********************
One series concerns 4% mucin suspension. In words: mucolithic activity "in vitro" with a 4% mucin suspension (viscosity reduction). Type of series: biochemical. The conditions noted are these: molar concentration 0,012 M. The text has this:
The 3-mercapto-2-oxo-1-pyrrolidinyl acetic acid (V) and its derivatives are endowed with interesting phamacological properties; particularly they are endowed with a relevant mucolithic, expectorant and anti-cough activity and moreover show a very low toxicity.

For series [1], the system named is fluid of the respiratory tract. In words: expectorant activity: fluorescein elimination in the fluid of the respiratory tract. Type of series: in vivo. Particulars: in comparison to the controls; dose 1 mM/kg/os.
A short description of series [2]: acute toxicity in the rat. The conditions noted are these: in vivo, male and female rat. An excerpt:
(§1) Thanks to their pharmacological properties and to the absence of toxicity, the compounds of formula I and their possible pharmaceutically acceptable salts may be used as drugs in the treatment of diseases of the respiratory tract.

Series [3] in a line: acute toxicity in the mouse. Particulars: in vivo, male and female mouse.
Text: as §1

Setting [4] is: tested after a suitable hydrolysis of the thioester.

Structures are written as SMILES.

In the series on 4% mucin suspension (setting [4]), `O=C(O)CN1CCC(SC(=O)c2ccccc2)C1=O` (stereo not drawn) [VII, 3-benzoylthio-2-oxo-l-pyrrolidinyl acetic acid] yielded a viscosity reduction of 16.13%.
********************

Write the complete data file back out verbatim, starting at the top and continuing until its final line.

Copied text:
One series concerns 4% mucin suspension. In words: mucolithic activity "in vitro" with a 4% mucin suspension (viscosity reduction). Type of series: biochemical. The conditions noted are these: molar concentration 0,012 M. The text has this:
The 3-mercapto-2-oxo-1-pyrrolidinyl acetic acid (V) and its derivatives are endowed with interesting phamacological properties; particularly they are endowed with a relevant mucolithic, expectorant and anti-cough activity and moreover show a very low toxicity.

For series [1], the system named is fluid of the respiratory tract. In words: expectorant activity: fluorescein elimination in the fluid of the respiratory tract. Type of series: in vivo. Particulars: in comparison to the controls; dose 1 mM/kg/os.
A short description of series [2]: acute toxicity in the rat. The conditions noted are these: in vivo, male and female rat. An excerpt:
(§1) Thanks to their pharmacological properties and to the absence of toxicity, the compounds of formula I and their possible pharmaceutically acceptable salts may be used as drugs in the treatment of diseases of the respiratory tract.

Series [3] in a line: acute toxicity in the mouse. Particulars: in vivo, male and female mouse.
Text: as §1

Setting [4] is: tested after a suitable hydrolysis of the thioester.

Structures are written as SMILES.

In the series on 4% mucin suspension (setting [4]), `O=C(O)CN1CCC(SC(=O)c2ccccc2)C1=O` (stereo not drawn) [VII, 3-benzoylthio-2-oxo-l-pyrrolidinyl acetic acid] yielded a viscosity reduction of 16.13%.